• The system 10 equips the host-vehicle 12 with a controller-circuit 32 that is in communication with the receiver 30, e.g. connected to an input 56 of the controller-circuit 32. The communication may be by way of, but is not limited to, wires, optical-fiber, or wireless communications as will be recognized by those in the art. The controller-circuit 32, hereafter sometimes referred to as the controller 32, may include one or more instances of a processor 34 such as one or more instances of a microprocessor or other control circuitry such as analog and/or digital control circuitry including an application specific integrated circuit (ASIC) for processing data as should be evident to those in the art. While the system 10 described herein is generally described in terms of having a single instance of the controller 32, it is recognized that the functions of the controller 32 may be shared or distributed among several instances of controllers that are each configured for some specific task. Hereafter, any reference to the controller 32 being configured for something is to also be interpreted as suggesting that the processor 34 may also be configured for the same thing. The controller 32 may include memory 36, i.e. non-transitory computer-readable storage-medium, including non-volatile memory, such as electrically erasable programmable read-only memory (EEPROM) for storing one or more routines, thresholds, and captured data. The memory 36 may be part of the processor 34, or part of the controller 32, or separate from the controller 32 such as remote memory stored in the cloud. The one or more routines may be executed by the controller 32 or the processor 34 to perform steps for determining how to operate the host-vehicle 12 based on signals received by the controller 32 from, but not limited to, the receiver 30 as described herein.
  • The controller-circuit 32 is configured to, in response to receiving the report 26 of the control-event 20 at the location 28, plan a route 38 for a host-vehicle 12 in accordance with the location 28 of the control-event 20, and operate the host-vehicle 12 in accordance with the route 38. As will be described in more detail below, the route 38 selected for the host-vehicle 12 may avoid traveling to or through the location 28. Alternatively, in some circumstances the route 38 may travel through the location 28 even though the control-event 20 occurred to the other-vehicle 18.
  • It is contemplated that a record of the control-event by the other-vehicle 18 and a history of other control-events by other vehicles may be stored in a cloud database so that a history of control-events by other vehicles can be used by the host-vehicle 12 to determine the likelihood, i.e. a probability 40, that the host-vehicle 12 may also be subjected to or repeat a control-event if the host-vehicle 12 travels to or through the location 28. While FIG. 1 could be interpreted to suggest that the probability 40 is determined or calculated by the controller 32 or the processor 34, it is contemplated that the probability 40 may be calculated by some remote, off-board computer and sent to the host-vehicle when the host-vehicle 12 approaches the location or has a previously determined route (determined before whatever caused the control-event 20 has occurred) that travels through the location 28. It is also contemplated that the probability 40 may be different for different vehicles equipped with, for example, different configurations of perception-sensors. It is also contemplated that the control events are classified (e.g. takeover, handover, stop) and the classification may be used to determine the probability 40.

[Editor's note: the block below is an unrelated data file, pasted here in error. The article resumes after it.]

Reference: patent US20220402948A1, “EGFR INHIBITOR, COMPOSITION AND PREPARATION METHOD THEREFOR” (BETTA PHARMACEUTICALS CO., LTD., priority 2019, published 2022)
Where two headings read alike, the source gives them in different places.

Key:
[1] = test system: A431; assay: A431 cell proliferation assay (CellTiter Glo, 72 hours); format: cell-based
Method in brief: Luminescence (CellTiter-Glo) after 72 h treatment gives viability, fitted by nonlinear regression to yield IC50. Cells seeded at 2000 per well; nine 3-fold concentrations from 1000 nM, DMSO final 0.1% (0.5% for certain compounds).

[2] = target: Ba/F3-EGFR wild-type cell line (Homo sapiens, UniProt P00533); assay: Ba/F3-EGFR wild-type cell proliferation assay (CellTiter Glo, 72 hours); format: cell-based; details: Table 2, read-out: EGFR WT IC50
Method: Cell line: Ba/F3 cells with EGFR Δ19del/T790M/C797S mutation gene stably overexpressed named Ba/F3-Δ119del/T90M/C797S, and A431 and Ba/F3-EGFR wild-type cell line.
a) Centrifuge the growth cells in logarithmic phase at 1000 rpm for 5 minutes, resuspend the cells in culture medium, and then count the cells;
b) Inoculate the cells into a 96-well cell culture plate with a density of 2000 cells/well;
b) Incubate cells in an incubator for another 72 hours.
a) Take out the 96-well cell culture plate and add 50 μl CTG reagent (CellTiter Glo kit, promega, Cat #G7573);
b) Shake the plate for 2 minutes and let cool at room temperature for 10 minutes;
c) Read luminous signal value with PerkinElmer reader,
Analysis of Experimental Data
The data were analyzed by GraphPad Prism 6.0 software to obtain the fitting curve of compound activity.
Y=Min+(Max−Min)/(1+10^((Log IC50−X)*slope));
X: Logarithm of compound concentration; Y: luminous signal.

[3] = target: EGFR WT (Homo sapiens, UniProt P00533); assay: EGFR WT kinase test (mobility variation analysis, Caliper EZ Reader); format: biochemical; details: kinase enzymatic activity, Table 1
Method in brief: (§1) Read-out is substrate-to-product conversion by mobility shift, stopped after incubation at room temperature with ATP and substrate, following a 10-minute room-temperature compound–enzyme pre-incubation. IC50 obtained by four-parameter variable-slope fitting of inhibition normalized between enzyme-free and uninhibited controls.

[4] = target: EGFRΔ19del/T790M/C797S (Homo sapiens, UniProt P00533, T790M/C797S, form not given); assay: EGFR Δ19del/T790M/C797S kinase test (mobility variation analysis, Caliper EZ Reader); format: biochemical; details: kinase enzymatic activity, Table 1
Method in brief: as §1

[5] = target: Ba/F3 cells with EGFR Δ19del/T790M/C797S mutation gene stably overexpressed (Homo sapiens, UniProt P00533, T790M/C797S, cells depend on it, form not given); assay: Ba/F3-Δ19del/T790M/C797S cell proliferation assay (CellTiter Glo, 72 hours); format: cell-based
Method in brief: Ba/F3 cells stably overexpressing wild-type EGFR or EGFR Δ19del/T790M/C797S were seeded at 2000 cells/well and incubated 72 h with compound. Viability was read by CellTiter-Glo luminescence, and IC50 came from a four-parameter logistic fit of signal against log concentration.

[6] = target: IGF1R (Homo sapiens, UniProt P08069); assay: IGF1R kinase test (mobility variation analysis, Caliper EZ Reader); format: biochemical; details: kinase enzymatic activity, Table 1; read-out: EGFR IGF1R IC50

• FIG. 2 illustrates a non-limiting example of a scenario 42 encountered by the host-vehicle 12 equipped with the system 10. In this example, a disabled-vehicle 44 has block the travel-path of the other-vehicle 18, and the opposing-traffic 46 is too dense for the other-vehicle 18 to drive around, i.e. pass, the disabled-vehicle 44. That the other-vehicle 18 has stopped may be an instance of the control-event 20 as the human-operator (not shown) may have recognized that the disabled-vehicle 44 was stalled, and took manual control of the other-vehicle 18, i.e. there was a takeover-event. Alternatively, the automated-controls in the other-vehicle 18 may have detected the disabled-vehicle 44 and notified the human-operator that he/she must take control of the other-vehicle 18, i.e. a handover-event. Those in the automated or autonomous vehicle arts will recognize that the automated controls of the other-vehicle 18 would control vehicle-operation in the automated-mode 14 which may include operation of the steering, the accelerator, brakes, or any combination thereof. As another alternative, the human-operator may have recognized that operating the other-vehicle 18 in the manual-mode 16 would be pointless as the opposing-traffic 46 was too dense, so the human-operator refused the handover request and the automated-controls of the other-vehicle 18 elected to stop the other-vehicle 18.
  • The other-vehicle 18 is configured to broadcast the report 26 associated with the control-event 20, which includes reporting the location 28 where the control-event 20 occurred. Upon receiving the report 26 by the controller 32 or the processor 34 of the host-vehicle 12 evaluates various options for the route 38. Non-limiting examples of those options are now presented by way of non-limiting examples.